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  • Helen A. Garten
Part of the International Political Economy Series book series (IPES)

Abstract

The initial reaction in the financial press and on Wall Street to the stunning announcement in April 1998 of the impending merger between Citicorp and Travelers Group was to ask, ‘How did they do that?’ At the time, Citicorp was the third largest commercial banking organization in the US, with over one thousand branches and offices in the US and overseas; its flagship bank was New York-based Citibank, one of the best known banking names in the world. Travelers, a major US insurance firm engaged in both insurance underwriting and agency, had already diversified into a variety of financial businesses, including real estate management and investment, commodities trading and mutual fund distribution. It owned two securities companies, Salomon Smith Barney Inc., one of the largest securities brokerage firms in the US, and The Robinson-Humphrey Company, LLC. The combination of Travelers, with consolidated assets of $420 billion, with the $331 billion Citicorp would create the largest financial services company in the world.1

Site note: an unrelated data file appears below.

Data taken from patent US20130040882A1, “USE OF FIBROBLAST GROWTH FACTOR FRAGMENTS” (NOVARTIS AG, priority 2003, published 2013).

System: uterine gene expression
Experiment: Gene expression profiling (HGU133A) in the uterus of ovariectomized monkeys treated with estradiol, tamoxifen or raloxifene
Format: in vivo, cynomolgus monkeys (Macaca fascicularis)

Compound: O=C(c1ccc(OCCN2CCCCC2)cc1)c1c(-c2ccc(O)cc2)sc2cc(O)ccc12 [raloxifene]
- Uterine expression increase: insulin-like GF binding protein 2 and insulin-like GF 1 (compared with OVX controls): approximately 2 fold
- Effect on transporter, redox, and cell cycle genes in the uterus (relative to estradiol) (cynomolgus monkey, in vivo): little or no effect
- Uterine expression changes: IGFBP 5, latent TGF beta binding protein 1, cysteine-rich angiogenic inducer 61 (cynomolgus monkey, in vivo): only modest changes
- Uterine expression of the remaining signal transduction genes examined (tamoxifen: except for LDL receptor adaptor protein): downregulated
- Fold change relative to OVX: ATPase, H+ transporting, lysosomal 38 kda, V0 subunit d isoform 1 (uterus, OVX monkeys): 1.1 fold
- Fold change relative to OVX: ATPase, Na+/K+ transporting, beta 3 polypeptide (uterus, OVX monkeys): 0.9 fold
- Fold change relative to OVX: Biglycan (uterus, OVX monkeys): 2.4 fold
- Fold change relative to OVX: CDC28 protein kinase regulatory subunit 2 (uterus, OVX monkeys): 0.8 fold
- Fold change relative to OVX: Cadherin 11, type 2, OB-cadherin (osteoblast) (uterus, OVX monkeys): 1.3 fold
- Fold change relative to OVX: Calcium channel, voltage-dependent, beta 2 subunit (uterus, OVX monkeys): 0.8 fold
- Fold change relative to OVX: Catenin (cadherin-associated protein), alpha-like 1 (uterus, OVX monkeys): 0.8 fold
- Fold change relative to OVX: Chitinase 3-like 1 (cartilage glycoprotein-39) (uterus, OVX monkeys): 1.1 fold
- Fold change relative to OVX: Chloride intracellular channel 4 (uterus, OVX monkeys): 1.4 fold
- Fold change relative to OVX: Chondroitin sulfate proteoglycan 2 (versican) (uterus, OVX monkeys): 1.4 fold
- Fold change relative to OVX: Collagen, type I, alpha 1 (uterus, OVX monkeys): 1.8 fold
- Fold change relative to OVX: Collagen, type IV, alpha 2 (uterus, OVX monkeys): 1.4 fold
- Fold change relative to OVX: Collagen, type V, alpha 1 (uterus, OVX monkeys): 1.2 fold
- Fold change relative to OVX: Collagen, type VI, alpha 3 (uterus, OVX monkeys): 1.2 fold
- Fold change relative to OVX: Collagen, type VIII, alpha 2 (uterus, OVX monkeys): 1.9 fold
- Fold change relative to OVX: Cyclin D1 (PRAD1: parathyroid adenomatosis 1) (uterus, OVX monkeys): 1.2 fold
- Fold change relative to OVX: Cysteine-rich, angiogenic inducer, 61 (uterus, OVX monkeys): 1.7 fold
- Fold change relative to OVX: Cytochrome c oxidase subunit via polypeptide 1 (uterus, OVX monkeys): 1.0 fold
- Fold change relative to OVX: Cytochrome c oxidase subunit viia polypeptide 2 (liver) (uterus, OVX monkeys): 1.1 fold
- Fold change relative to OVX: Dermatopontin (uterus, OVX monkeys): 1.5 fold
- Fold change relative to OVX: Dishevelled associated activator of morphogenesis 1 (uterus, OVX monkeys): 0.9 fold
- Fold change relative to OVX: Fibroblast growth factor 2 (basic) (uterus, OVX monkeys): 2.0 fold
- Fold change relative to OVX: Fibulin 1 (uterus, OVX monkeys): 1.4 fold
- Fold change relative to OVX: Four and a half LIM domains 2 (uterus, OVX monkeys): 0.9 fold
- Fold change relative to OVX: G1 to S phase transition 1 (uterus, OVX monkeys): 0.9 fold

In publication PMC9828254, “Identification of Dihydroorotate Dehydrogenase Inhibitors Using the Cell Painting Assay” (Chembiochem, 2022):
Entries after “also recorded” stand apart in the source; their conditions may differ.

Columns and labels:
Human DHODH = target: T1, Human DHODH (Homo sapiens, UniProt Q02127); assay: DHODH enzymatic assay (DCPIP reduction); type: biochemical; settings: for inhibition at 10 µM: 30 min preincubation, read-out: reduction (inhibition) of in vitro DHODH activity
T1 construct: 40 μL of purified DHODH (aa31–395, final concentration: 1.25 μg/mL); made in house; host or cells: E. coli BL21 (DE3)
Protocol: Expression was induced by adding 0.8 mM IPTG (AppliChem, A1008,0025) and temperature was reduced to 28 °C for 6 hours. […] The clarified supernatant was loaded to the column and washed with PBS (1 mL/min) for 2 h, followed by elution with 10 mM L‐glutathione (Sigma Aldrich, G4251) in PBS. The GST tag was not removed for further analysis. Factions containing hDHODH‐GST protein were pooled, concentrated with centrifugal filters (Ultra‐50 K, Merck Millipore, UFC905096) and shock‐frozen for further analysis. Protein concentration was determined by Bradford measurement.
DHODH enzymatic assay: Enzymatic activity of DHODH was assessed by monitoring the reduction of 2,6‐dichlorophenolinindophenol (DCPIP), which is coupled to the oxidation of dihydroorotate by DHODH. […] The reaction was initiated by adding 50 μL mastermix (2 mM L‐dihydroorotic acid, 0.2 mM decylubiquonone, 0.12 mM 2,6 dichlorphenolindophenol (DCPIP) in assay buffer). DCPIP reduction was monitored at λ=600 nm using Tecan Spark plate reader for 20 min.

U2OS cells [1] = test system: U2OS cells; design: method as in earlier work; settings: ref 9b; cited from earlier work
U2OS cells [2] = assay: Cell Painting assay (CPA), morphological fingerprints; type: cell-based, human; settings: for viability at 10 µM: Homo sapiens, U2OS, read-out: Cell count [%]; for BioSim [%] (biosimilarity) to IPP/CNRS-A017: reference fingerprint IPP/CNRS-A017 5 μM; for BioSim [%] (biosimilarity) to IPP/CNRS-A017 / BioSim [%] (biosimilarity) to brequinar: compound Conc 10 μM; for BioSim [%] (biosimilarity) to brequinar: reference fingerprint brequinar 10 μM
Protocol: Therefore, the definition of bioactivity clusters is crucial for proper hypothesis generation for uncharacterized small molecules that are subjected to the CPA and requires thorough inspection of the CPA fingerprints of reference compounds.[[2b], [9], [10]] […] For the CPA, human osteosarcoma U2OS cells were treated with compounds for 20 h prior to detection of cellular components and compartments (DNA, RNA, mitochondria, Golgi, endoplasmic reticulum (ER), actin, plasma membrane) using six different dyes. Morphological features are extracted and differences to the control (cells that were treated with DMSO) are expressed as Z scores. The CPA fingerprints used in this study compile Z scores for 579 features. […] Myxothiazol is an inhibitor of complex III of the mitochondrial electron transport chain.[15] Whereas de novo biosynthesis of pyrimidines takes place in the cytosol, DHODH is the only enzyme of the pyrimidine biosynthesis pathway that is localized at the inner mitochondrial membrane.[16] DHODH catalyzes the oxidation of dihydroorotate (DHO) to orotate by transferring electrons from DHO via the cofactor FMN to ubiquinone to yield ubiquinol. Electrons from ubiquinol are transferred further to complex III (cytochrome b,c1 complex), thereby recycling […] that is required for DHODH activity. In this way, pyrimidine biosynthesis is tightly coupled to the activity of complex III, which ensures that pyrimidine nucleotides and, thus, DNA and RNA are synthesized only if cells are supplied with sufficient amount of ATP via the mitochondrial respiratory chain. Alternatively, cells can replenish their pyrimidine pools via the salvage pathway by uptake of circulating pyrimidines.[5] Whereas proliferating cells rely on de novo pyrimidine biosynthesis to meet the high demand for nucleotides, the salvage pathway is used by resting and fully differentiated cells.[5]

Keywords

Federal Reserve Financial Regulation Insurance Business Regulatory Competition Level Playing Field 
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Notes and References

  1. For application of charter competition theory to banking, see Kenneth E. Scott (1977), ‘The Dual Banking System: A Model of Competition in Regulation’, Stanford Law Review, vol. 30, p. 1.CrossRefGoogle Scholar
  2. This argument, as well as other objections to interagency competition, have been made by, among others, John C. Coffee, Jr. (1995), ‘Competition Versus Consolidation: The Significance of Organizational Structure in Financial and Securities Regulation’, The Business Lawyer, vol. 50, pp. 447–84.Google Scholar

Copyright information

© Helen A. Garten 2001

Authors and Affiliations

  • Helen A. Garten
    • 1
  1. 1.Rutgers University School of LawNewarkUNITED STATES

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